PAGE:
A flotilla of 25 boats has raced from the Royal Dee near Liverpool to Dublin for the Lyver Trophy to coincide with the event. The race also doubles as a RORC qualifying race for the Fastnet.

Sailors from the Ribble, Mersey, the Menai Straits, Anglesey, Cardigan Bay and the Isle of Man have to travel three times the distance to the Solent as they do to Dublin Bay. This, claims Craig, is one of the major selling points of the Irish event and explains the range of entries from marinas as far away as Yorkshire's Whitby YC and the Isle of Wight.

Until now, no other regatta in the Irish Sea area could claim to have such a reach. Dublin Bay weeks such as this petered out in the 1960s, and it has taken almost four decades for the waterfront clubs to come together to produce a spectacle on and off the water to rival Cowes.

"The fact that we are getting such numbers means it is inevitable that it is compared with Cowes," said Craig. However, there the comparison ends.

"We're doing our own thing here. Dun Laoghaire is unique, and we are making an extraordinary effort to welcome visitors from abroad," he added.

The busiest shipping lane in the country – across the bay to Dublin port – is to close temporarily to facilitate the regatta and the placing of eight separate courses each day.

A fleet total of this size represents something of an unknown quantity on the bay as it is more than double the size of any other regatta ever held there.

The decision to alter the path of ships into the port was taken in 2005 when a Dublin Port control radar image showed an estimated fleet of over 400 yachts sailing across the closed southern shipping channel.

Ships coming into the bay, including the high-speed service to the port, will use the northern lane instead.

With 3,500 people afloat at any one time, a mandatory safety tally system for all skippers to sign in and out will also operate.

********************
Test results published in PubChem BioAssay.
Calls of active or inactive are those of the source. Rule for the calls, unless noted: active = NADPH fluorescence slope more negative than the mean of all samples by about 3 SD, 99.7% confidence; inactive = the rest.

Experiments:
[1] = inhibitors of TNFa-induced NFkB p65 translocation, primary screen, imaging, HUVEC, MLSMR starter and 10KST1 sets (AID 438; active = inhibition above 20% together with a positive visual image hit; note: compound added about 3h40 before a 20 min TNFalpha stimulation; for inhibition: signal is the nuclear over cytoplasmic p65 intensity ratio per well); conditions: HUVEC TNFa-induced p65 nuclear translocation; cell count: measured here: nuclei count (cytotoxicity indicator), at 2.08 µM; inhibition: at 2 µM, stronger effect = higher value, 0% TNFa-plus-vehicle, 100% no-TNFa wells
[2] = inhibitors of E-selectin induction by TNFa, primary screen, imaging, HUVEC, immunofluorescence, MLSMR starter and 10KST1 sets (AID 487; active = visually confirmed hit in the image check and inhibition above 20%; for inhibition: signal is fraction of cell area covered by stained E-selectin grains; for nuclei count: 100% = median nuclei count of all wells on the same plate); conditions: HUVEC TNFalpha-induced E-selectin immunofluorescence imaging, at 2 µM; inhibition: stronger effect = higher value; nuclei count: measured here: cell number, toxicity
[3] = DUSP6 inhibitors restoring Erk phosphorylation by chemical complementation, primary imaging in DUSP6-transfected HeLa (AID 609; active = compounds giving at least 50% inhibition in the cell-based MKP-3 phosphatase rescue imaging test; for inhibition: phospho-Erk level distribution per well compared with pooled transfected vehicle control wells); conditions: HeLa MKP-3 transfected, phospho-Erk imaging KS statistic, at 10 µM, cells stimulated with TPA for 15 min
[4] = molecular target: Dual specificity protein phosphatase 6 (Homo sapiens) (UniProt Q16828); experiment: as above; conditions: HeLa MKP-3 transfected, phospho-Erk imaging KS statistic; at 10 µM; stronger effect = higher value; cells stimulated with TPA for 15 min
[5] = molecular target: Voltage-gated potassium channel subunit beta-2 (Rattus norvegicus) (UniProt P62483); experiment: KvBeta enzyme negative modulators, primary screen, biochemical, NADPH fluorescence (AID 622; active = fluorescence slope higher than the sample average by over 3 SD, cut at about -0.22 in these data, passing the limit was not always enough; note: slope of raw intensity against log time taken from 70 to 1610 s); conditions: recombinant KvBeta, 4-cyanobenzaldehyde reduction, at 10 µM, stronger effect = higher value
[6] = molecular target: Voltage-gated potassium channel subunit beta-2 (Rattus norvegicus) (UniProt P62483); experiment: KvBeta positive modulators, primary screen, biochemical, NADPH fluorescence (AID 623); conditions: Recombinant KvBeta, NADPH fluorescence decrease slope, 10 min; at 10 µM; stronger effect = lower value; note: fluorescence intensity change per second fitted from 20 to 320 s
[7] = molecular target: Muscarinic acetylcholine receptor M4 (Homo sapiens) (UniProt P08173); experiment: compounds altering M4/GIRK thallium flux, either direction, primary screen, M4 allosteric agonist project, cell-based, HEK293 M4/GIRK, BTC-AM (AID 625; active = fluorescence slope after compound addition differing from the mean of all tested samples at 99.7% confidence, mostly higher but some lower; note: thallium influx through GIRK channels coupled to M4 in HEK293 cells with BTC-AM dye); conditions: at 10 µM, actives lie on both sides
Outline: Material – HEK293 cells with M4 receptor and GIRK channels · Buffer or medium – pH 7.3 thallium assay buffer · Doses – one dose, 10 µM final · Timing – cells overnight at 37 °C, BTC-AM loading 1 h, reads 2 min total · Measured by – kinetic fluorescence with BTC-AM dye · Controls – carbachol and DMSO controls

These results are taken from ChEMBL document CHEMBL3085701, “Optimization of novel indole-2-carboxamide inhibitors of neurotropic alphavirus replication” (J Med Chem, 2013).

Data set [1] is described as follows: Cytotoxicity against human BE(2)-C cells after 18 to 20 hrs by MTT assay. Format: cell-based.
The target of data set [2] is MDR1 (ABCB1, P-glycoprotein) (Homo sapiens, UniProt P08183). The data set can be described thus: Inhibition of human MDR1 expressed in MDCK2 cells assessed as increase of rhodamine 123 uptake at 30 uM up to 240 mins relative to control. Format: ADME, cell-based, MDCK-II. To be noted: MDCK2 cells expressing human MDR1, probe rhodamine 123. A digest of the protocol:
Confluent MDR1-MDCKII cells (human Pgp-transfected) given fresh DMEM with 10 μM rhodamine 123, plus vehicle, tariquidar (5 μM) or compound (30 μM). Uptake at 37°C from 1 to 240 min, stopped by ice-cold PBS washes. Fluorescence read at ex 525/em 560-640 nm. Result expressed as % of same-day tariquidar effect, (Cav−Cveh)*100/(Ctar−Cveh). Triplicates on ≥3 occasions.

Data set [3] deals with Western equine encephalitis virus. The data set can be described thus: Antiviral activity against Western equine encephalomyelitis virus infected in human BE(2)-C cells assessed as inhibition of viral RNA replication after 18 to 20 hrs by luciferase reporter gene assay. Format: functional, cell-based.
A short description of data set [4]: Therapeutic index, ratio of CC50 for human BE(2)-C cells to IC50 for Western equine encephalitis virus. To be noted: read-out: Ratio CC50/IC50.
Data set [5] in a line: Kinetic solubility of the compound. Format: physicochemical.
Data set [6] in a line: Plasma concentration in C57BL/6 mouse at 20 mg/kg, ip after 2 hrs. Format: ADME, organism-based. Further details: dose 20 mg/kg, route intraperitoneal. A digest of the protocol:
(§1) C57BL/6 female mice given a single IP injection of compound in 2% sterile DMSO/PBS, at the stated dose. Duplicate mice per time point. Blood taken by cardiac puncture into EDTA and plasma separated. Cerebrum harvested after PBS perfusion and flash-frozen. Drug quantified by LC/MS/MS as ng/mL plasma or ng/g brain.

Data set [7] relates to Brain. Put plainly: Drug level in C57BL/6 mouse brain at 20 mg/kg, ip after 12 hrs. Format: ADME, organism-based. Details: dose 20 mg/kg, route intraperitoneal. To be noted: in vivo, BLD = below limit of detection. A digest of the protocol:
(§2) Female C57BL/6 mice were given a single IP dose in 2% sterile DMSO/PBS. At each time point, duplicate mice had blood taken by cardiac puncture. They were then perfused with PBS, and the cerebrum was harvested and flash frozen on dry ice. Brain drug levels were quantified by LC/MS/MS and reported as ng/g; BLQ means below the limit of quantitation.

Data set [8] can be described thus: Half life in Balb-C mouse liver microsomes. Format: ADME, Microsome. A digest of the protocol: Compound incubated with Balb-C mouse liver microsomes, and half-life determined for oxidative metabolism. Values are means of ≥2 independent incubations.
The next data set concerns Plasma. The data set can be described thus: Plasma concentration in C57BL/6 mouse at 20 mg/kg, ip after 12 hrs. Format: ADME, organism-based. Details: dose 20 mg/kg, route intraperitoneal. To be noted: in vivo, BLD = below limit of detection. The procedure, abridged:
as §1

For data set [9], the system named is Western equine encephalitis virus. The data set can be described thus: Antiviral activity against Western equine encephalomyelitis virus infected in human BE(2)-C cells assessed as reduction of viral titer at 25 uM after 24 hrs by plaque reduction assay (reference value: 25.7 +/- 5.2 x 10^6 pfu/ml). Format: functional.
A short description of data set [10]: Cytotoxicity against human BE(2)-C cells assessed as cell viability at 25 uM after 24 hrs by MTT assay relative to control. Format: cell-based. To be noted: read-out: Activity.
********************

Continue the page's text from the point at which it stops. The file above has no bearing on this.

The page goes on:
The main attraction is undoubtedly the appearance of four Super Zero class yachts, with Dun Laoghaire's Colm Barrington's TP52 'Flash Glove' expected to head the 'big boat' fleet. At the other end of the technology scale, the traditional clinker-built Water Wags will compete just as they did at a similar regatta over 100 years ago.

The arrival of three TP 52s and a Rogers 46 to Dun Laoghaire regatta is a feather in the cap of organisers because it brings Grand Prix racing to Dublin bay and the prospect of future prominent boat fixtures on the East Coast.

With 38 entries, the new Laser SB3s are set to make a significant impact although the White Sail Class five almost rivals them numerically. The Fireball is the biggest dinghy class, with 27 entries, while there are 25 entries for the Ecover Half Ton Classics Cup which began on Monday.

Class 0 is expected to be the most hotly contested, if the recent Saab IRC Nationals, Scottish Series and Sovereign's Cup are any indication. Three Cork boats ­- Jump Juice (Conor and Denise Phelan), Antix Dubh (Anthony O'Leary) and Blondie (Eamonn Rohan) - are expected to lead the fleet.

(First published in 2009)

Who: All four Dun Laoghaire Waterfront Yacht clubs

What: Volvo Dun Laoghaire Regatta

Why: A combined regatta to make Dun Laoghaire the Cowes of the Irish Sea.

Where: Ashore at Dun Laoghaire and afloat at eight separate race courses on Dublin Bay. Excellent views from both Dun Laoghaire piers, Sandycove and Seapoint.

Dun Laoghaire Regatta 2021

The 2021 Regatta runs from 8-11 July